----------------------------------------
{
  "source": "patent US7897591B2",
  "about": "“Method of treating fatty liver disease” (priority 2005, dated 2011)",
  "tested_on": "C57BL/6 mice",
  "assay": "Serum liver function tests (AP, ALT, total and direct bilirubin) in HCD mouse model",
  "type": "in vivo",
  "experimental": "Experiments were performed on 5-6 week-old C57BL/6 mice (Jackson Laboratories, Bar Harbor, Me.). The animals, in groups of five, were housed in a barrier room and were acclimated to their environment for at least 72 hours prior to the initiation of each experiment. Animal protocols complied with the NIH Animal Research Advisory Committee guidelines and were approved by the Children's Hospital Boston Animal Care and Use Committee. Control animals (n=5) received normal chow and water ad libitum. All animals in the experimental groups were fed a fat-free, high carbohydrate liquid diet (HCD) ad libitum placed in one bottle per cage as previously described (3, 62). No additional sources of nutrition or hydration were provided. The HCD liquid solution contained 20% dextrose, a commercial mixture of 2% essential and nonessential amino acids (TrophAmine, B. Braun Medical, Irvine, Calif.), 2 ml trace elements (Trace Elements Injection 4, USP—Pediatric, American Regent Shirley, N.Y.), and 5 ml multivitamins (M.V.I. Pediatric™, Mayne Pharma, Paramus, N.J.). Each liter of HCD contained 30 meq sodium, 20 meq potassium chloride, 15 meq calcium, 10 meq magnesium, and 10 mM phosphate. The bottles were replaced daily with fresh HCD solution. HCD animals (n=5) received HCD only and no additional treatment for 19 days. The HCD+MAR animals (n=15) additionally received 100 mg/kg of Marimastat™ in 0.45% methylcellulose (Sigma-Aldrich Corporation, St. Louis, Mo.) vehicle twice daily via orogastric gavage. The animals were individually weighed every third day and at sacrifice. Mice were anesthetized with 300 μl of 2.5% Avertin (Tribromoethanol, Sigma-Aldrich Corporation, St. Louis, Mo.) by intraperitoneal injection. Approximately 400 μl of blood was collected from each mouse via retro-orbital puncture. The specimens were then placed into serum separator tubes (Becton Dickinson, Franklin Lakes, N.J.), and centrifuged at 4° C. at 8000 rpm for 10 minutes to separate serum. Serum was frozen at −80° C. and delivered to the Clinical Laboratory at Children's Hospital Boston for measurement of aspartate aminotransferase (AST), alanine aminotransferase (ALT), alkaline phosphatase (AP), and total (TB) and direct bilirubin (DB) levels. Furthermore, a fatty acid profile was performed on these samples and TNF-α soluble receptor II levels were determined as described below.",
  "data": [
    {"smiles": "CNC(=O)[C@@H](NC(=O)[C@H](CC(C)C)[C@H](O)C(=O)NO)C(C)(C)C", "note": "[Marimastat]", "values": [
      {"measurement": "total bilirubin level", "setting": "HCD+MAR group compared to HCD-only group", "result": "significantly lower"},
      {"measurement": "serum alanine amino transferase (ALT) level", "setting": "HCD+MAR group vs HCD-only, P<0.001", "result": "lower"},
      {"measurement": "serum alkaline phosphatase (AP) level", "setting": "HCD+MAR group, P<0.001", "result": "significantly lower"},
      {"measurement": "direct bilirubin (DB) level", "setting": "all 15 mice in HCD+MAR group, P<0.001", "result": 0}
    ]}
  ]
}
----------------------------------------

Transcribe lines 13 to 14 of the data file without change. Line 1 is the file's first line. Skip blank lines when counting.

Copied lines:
      {"measurement": "direct bilirubin (DB) level", "setting": "all 15 mice in HCD+MAR group, P<0.001", "result": 0}
    ]}